Defense & National Security

Was Fragging in Kuwait Result of Islamist Extremism?

The 101st Airborne says that a magistrate has determined it is “probable” that Sgt. Asan Akbar committed a March 23 “fragging” attack on his superiors at a U.S. Army encampment in Kuwait. Akbar is accused of shooting two servicemen and throwing grenades into three tents housing high-ranking officers and non-commissioned officers.

Two Americans were killed in the attack and thirteen more were wounded. The Army is now holding Akbar in Mannheim, Germany, but has not charged him.

Akbar is a convert to Islam, raising the question of whether his alleged killing of U.S. servicemen was a religiously motivated act of terrorism.

The Los Angeles Times reported: “Soldiers recalled hearing the suspect say as he was being led away by armed soldiers: ‘You guys are coming into our countries and you’re going to rape our women and kill our children.’”

NBC reported that two high-ranking U.S. Army sources had said Akbar “was opposed to the killing of Muslims and opposed to the war in Iraq.”

The 101st Airborne said Akbar had been reprimanded recently for insubordination. Immediately after the attack, Army spokesman Max Blumenfeld said the motive “most likely was resentment.” He did not specify the cause of the alleged resentment.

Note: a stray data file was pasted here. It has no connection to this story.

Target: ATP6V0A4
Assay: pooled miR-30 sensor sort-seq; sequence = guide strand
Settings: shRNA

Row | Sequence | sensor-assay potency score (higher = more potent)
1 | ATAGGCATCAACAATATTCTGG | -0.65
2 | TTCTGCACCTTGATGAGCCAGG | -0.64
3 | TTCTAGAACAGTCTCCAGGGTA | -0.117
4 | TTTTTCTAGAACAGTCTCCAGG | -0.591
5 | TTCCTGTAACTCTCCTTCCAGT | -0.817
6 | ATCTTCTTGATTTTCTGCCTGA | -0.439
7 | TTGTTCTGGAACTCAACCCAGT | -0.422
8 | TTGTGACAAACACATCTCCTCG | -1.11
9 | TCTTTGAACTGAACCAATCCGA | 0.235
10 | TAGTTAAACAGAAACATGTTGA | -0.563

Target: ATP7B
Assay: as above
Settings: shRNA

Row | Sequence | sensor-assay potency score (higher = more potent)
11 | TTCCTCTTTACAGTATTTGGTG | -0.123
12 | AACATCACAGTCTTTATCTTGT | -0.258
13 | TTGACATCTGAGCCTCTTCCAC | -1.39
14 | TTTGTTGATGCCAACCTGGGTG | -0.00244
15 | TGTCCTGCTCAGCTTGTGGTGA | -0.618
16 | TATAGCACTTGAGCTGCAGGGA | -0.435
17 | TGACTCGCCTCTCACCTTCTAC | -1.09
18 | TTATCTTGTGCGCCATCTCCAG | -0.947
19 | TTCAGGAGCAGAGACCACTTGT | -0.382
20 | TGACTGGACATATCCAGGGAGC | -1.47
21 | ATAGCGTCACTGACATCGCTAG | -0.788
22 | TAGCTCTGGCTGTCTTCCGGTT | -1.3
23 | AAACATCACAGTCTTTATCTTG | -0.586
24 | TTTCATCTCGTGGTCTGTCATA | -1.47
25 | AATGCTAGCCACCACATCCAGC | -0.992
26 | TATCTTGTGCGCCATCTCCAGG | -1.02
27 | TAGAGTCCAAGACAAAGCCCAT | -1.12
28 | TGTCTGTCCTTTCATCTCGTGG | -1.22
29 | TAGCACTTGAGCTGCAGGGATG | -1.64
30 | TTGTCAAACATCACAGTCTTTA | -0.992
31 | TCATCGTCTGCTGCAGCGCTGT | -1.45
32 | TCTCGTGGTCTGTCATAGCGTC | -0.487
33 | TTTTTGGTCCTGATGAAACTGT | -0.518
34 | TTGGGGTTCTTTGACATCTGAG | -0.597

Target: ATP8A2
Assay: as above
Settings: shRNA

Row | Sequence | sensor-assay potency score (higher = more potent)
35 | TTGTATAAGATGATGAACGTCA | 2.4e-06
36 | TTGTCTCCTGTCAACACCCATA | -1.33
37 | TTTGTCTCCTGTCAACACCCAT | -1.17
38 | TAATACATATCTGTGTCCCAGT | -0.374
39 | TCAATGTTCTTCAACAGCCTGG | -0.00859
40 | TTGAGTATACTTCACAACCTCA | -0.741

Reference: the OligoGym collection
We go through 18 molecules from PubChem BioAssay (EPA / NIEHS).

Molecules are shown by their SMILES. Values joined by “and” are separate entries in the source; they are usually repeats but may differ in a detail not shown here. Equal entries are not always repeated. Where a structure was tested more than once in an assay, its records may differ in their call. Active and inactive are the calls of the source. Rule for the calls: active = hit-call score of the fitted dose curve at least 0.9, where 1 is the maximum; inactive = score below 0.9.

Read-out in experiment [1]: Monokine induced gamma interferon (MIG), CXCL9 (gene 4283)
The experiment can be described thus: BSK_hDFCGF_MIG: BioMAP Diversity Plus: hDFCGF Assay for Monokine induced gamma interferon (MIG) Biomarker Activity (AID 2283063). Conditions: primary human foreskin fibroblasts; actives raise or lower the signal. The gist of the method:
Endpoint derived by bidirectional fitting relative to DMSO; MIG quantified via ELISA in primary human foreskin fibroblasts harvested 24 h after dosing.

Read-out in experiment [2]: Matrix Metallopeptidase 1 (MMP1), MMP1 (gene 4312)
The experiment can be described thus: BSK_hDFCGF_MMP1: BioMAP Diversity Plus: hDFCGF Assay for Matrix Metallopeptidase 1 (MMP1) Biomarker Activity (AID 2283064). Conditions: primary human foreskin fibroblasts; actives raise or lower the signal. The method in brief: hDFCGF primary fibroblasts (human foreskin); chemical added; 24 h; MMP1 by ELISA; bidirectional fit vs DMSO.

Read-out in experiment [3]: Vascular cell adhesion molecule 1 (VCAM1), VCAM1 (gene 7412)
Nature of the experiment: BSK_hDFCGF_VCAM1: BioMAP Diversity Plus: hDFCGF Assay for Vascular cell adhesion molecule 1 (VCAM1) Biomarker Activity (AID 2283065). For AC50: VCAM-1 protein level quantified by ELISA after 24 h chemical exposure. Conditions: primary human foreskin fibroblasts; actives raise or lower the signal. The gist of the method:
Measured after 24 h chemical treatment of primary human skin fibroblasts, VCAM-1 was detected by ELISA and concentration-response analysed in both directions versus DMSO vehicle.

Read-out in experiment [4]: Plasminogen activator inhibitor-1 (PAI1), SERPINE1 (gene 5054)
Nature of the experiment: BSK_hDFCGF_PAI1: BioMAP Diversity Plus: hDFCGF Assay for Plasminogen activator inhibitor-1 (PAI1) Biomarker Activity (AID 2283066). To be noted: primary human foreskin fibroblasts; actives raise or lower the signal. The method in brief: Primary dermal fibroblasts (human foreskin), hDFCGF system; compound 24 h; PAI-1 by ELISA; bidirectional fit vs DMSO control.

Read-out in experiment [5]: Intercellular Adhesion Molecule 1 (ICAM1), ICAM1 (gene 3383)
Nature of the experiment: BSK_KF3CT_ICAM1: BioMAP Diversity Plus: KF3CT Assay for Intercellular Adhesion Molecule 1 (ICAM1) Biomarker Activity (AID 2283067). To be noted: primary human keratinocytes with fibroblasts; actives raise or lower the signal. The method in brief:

On March 26, spokesmen for the 101st and for the Army’s criminal division said Akbar’s motives were still unknown.

William Bilal, Akbar’s former stepfather, told ABC’s affiliate in Baton Rouge, La.: “Asan was pushed to this. We’ve got that clear. Everybody’s got a breaking point.” On ABC’s “Good Morning America” March 25, Bilal said: “And the problem is, the stereotyping and the discrimination, I can’t say exactly, directly, if that was Asan’s case.” Bilal said his stepson “spoke about how hard it was for a black man to make the rank in the military.”

Army statistics show that making sergeant after five years in the Army is typical. Akbar, a sergeant, enlisted in 1998.

The Associated Press reported that Akbar’s mother said: “He said, Mama, when I get over there I have the feeling they are going to arrest me just because of the name that I have carried.”

The leader of Akbar’s mosque in Los Angeles said Akbar did not learn treason from him. “We don’t tell them not to join the Army because they might run into a problem with another Muslim country,” Abdul Karim Hasan told ABC. “That’s just the way it is. That’s what armed forces are trained to do, they’re trained to, to fight.”

The Washington, D.C.-based Center for Security Policy (CSP) believes that the military’s Muslim chaplains could be negatively influencing Muslim troops. “One of the Center for Security Policy’s big concerns is how extremists and those who front for them have penetrated the U.S. military,” said a CSP briefing paper. CSP said that nine of the 14 Muslim chaplains in the U.S. armed forces as of last June had received training at the Graduate School of Islamic and Social Sciences (GSISS), which is supported by Saudi Arabia. CSP President Frank Gaffney said that GSISS adheres to the Wahhabist version of Sunni Islam. “What our research indicates is you don’t pass through Wahhabist organizations without embracing or being certified by these organizations as a practitioner of the faith, the Wahhabist sect of the faith, the jihadist slant on the faith,” he said. GSISS President Dr. Taha al-Alwani did not respond to phone calls.


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